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City councils, wards challenged to construct incubator hub for SMEs

4th February 2013
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City councils and wards in the country as well as Tanzania Women Chamber of Commerce (TWCC) have been urged to build incubator hubs in their respective areas to enable small and medium entrepreneurs to operate their businesses more effectively.

The call was made on Friday by Dina Bina, Managing Director of a Dar es Salaam based firm-Dina Flowers Co Ltd on behalf of other women entrepreneurs who attended the SMEs development training organized by TWCC with support from UN women organisation.
She said small and medium entrepreneurs in the country need incubation centers because at the moment they don’t have infrastructures needed for what they produce.
 
Dina told Lesley Reader, Environment and Livelihoods Advisor for UN Women  Tanzania who was the guest of honour to confer certificates to 30 SMEs who attended a five-day training on international trade requirements and protocol, negotiations and business contracting, traceability, barcode, quality standards, negotiations and business contacting with support from UN women organization.
 
“Right now we have one incubation center at SIDO, but it is very far and the majority of SMEs especially up country can’t access it due to transportation cost,” she said.
On the other hand, women entrepreneurs have called on the government to waive tax on packaging materials.
 
Highlighting on other support which they need from UN Women, she said although they have come up with vast knowledge and learnt different things during the training, they still need more course especially on business plan preparation and presentation.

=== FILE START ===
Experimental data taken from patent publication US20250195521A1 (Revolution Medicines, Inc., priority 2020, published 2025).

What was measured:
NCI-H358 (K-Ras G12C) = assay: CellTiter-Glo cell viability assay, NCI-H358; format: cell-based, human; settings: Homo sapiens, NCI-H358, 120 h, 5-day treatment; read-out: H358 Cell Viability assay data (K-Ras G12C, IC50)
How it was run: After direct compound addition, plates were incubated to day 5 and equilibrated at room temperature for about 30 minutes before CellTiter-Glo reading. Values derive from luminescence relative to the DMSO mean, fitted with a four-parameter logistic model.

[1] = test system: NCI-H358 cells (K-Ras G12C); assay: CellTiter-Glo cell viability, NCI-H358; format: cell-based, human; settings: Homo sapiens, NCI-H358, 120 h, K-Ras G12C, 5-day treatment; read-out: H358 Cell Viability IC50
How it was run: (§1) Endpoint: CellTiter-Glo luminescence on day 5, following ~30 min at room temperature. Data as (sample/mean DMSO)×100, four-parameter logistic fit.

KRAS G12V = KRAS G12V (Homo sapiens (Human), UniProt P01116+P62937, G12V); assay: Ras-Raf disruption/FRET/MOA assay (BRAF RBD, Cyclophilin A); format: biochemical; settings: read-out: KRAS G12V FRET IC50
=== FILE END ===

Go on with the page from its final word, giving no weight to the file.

“We need training on business plan and how to present them to banks because the majority of SMEs who are in informal and formal sectors in the country have little knowledge on how to write and present business plans to financial institutions,” she noted adding that most of them normally have to hire a qualified person to do it for them.
 
According to her, most of SMEs especially in rural areas are not aggressive enough in seeking knowledge on business plans from experts as a result they continue doing businesses unprofessionally hence preventing them from moving forward quickly and even secure loan facilities or capital in banks.
 
They were also trained on value chain development, building confidence once they want to enter in international trade negotiations, traceability, and advocacy on affordable finance.
 
Dina also told women entrepreneurs that partnership between SIDO and TWCC is very important to facilitate the development of SMEs within the country.
 
“As UN Women organization we have chosen TWCC to provide training to women entrepreneurs on those issues after observing trade barriers they face while crossing borders for business trips,” she said.
 
She urge women entrepreneurs to use the knowledge obtained during the training and train others to help Tanzanian entrepreneurs benefit from what they produce, create employment and alleviate poverty in their families.
SOURCE: THE GUARDIAN